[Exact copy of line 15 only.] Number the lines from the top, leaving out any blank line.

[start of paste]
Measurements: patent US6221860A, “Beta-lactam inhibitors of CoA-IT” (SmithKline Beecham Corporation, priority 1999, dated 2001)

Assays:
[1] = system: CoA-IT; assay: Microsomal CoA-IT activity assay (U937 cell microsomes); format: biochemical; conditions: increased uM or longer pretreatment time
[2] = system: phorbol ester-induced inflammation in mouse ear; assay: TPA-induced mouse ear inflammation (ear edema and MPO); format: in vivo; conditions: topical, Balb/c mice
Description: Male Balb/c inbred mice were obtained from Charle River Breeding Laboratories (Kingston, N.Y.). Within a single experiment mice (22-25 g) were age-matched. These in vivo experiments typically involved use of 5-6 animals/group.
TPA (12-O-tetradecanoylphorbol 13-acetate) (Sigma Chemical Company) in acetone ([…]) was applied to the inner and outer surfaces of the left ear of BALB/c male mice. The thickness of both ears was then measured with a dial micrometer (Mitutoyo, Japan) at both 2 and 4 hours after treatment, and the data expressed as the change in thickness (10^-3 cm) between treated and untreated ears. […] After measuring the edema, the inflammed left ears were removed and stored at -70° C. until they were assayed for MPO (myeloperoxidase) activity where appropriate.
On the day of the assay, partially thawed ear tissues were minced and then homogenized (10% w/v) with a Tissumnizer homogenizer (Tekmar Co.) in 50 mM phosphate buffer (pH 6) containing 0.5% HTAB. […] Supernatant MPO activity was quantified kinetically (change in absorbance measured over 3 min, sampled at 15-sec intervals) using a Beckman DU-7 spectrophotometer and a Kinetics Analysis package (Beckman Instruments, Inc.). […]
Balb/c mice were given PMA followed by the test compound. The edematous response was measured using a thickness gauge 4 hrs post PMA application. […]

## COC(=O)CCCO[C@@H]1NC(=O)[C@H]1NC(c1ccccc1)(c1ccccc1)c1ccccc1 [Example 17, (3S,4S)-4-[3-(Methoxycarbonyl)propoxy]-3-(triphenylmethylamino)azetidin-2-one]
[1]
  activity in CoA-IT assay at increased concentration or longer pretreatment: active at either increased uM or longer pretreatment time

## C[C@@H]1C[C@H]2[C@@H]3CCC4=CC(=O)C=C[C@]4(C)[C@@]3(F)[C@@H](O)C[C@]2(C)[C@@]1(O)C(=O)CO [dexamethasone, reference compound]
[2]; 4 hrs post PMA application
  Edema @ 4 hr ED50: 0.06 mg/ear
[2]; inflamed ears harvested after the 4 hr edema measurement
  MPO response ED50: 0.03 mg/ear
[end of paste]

[2]; inflamed ears harvested after the 4 hr edema measurement